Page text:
Sleep duration and vegetable consumption are associated with mortality at old age (termed as sleep-mortality linkage and vegetable-mortality linkage, respectively). Yet, little is known about the interplay of sleep duration and vegetable consumption on mortality.
A dataset of nationwide longitudinal survey with 13,441 participants aged 65 years or older recruited in 2008 and followed up till 2014 was used. Sleep duration was classified into five groups (≤5, 6, 7-8, 9, and ≥ 10 h/day). Vegetable consumption was classified as either high frequency (eating vegetables almost daily) or low frequency. We used parametric Weibull hazard regression models to estimate associations of sleep duration and frequency of vegetable consumption with mortality, adjusting for demographics, socioeconomic factors, family/social support, health practice, and health conditions.
Over the six-year study period, when only demographics were present, participants sleeping ≤5, 6, 9, and ≥ 10 h/day had relative hazard (RH) of mortality 1.18 (p < 0.001), 1.14(p < 0.01), 1.06 (p > 0.1), and 1.30 (p < 0.001), respectively, compared to those sleeping 7-8 h/day. The HRs were attenuated to 1.08 (p < 0.05), 1.08 (p < 0.05), 1.09 (p < 0.1), 1.18(p < 0.001), respectively, when all other covariates were additionally adjusted for. High frequency of eating vegetables was associated with 22% lower risk of mortality (RH= 0.78, p < 0.001) compared to low frequency in the demographic model, and with 9% lower risk (RH = 0.91, p < 0.05) in the full model. Subpopulation and interaction analyses show that the sleeping-mortality linkage was stronger in female, urban, oldest-old (aged ≥80), and illiterate participants compared to their respective male, rural, young-old, and literate counterparts. High frequency of vegetable intakes could offset the higher mortality risk in participants with short-sleeping duration, but low frequency of eating vegetables could exacerbate mortality risk for participants with either short or long sleep duration; and except for few cases, these findings held in subpopulations.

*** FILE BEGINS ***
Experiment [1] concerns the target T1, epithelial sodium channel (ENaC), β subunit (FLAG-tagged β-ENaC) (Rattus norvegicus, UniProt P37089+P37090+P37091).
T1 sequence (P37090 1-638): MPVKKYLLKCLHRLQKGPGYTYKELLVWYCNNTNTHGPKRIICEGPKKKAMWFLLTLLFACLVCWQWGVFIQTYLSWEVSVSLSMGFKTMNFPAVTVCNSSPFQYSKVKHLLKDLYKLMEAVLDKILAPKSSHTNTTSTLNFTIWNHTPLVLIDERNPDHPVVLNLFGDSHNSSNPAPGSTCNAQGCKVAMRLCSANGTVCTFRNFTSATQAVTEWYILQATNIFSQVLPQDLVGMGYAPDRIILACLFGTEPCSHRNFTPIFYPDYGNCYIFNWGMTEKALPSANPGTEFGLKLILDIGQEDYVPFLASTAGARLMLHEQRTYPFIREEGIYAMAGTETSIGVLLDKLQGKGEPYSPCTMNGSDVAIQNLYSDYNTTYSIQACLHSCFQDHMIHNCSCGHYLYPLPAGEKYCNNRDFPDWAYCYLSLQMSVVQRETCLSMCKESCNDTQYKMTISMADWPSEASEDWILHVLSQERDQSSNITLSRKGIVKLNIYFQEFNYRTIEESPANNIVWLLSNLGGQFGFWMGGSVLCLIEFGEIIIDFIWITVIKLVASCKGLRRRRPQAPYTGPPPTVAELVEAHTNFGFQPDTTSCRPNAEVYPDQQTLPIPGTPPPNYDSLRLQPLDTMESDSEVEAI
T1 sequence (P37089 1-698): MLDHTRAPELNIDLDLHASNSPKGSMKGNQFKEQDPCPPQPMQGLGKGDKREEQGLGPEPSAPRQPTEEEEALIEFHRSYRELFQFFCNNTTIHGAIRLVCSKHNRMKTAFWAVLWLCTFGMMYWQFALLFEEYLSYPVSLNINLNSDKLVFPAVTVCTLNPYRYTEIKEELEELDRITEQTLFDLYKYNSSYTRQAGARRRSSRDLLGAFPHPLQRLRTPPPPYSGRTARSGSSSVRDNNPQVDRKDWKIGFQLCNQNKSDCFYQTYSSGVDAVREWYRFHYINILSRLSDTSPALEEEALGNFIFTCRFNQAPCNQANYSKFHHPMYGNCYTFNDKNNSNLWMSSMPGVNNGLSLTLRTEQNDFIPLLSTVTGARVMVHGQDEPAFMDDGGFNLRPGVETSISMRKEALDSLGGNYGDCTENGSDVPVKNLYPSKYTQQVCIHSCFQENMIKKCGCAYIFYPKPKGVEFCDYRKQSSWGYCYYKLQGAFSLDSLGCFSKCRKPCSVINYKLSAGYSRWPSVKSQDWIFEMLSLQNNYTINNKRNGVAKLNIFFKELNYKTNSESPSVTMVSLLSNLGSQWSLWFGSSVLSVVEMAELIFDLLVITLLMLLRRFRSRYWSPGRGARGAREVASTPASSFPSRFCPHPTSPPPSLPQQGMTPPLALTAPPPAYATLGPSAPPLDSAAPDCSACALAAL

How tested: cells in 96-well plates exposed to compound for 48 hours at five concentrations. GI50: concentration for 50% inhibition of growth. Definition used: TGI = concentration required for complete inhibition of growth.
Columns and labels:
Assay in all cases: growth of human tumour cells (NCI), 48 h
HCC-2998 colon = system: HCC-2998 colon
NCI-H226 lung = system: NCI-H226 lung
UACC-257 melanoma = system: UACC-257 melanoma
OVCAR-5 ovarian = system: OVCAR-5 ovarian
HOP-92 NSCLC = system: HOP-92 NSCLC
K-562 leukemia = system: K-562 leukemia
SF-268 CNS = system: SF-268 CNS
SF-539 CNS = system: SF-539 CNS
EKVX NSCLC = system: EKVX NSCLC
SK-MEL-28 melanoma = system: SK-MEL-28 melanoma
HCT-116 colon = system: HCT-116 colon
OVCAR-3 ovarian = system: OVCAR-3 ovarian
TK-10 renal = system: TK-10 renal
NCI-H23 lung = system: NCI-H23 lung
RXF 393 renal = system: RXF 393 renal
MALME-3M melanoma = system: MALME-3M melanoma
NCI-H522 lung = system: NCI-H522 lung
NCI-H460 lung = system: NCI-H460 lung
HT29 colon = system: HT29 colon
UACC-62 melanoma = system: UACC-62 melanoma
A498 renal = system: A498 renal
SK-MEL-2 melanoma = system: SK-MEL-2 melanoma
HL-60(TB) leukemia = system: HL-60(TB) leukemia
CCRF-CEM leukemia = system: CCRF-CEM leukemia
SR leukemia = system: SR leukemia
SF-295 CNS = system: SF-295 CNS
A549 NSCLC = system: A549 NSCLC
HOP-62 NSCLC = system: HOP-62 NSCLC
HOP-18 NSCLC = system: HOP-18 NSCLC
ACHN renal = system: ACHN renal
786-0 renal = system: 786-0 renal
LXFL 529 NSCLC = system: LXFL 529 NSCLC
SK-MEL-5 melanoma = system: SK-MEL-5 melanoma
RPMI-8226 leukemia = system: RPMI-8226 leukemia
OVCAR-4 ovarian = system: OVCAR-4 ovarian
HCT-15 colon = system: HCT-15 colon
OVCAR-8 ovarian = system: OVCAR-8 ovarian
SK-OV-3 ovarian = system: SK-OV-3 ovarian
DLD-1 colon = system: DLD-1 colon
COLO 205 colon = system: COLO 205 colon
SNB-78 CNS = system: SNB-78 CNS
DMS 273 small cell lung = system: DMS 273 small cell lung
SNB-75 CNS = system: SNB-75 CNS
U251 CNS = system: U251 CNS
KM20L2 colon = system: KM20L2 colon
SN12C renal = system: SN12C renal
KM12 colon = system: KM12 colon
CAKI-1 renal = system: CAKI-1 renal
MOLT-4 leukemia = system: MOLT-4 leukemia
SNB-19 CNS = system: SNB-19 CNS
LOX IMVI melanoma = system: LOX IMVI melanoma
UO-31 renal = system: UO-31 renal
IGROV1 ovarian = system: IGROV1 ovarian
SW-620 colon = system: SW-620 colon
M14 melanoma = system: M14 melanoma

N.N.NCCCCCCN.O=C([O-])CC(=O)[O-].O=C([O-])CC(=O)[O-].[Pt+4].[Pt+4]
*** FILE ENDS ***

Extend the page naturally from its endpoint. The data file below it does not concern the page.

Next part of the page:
Too short and too long sleep durations were associated with higher mortality risk, and infrequent vegetable consumption could exacerbate the risk, although frequent vegetable intake could offset the risk for short sleep duration. The relationship between these two lifestyles and mortality was complex and varied among subpopulations.